Monstar: Episode 10
So that’s not exactly what I had in mind when I thought of a musical serenade, but the series does continue to hit the notes that strum the heartstrings in ways that keep surprising me. Emotions rise to the forefront this episode as our characters continue to maneuver through the difficult waters of adolescence, as they dig to search for the truth of their feelings and their place in the world.
SONG OF THE DAY
Busker Busker – “First Love” [ Download ]
EPISODE 10: “What do I do? I’m still so bad at this”
Seol-chan catches Se-yi off-guard with a kiss. They open their eyes a few seconds later and blink at each other while their lips are still touching before they break apart, stunned.
Still in shock, Seol-chan stutters and asks what’s she’s doing to him. You initiated the smoochin’, lover boy. Se-yi turns the question back on him and asks if he was kidding around again. He admits that he wasn’t, although he’s unsure as to what compelled him to kiss her.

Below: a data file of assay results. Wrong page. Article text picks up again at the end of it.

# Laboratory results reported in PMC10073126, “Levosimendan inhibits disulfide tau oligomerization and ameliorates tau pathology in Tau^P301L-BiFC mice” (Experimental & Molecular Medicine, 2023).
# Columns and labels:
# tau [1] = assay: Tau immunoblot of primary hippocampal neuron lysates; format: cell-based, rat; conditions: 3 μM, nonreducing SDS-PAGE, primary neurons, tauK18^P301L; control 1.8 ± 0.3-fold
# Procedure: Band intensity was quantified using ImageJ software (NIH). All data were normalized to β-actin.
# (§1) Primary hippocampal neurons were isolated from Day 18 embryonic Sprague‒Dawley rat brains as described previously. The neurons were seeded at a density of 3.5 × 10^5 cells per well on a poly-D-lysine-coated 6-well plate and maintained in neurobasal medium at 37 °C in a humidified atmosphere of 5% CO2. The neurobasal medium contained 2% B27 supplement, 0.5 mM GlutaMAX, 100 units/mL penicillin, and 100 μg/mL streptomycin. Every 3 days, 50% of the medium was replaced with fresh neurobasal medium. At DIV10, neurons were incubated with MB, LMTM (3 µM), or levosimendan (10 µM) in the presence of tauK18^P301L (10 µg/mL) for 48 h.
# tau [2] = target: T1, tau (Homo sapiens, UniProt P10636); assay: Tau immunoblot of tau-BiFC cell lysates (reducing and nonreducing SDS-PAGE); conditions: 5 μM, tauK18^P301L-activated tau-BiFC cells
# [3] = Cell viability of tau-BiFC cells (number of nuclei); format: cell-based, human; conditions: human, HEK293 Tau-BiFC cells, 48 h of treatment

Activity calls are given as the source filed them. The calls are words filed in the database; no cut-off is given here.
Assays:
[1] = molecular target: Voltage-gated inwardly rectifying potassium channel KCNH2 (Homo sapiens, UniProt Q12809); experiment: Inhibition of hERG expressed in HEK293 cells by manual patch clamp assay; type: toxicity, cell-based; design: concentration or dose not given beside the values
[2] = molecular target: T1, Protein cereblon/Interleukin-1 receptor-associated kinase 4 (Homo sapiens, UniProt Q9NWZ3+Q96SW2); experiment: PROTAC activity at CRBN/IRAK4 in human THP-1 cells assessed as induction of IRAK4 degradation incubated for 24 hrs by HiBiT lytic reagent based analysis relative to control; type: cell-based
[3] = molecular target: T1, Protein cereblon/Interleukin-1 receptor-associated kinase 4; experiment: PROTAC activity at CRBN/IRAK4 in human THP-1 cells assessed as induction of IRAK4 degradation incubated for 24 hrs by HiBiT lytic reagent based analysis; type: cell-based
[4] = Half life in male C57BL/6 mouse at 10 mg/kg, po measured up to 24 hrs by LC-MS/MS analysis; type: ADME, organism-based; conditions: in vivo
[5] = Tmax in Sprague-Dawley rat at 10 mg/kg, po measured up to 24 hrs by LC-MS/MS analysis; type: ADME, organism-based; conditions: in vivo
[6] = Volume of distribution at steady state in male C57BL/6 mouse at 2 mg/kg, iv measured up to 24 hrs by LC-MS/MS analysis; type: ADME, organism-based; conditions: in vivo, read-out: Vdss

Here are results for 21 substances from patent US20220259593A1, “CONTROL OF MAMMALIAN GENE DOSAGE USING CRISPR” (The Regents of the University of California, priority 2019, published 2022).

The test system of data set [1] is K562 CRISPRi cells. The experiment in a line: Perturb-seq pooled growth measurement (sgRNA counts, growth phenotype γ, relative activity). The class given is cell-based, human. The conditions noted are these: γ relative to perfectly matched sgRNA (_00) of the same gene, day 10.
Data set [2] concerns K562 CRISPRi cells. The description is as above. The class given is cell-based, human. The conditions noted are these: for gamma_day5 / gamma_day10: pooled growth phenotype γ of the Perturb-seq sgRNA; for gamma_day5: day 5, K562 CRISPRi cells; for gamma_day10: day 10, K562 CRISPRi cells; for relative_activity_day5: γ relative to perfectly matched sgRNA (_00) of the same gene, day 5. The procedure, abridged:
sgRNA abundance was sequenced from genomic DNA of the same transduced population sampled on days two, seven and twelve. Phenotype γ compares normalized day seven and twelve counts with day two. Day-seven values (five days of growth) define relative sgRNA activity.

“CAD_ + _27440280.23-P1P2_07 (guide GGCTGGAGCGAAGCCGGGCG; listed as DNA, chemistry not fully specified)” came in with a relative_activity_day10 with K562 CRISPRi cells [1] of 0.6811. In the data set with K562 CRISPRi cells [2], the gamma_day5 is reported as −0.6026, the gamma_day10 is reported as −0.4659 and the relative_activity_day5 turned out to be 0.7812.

Se-yi raises her voice when he starts to mention that Se-yi remained still. But that only calls more attention to their awkwardness, and they suddenly rise like stiff robots and run off, avoiding eye contact.
Se-yi buries herself under the covers in embarrassment as Seol-chan looks up to see the stars draw a literal heart in the sky. Cute.
HA- I love that they both wake up the following morning asking themselves the same question: “What do I do?”
Seol-chan whines in his bed about how he can’t bear to face Se-yi at school today, and then hangs on the thought of how Se-yi didn’t pull away from the kiss. He wonders, “Could it be that…?”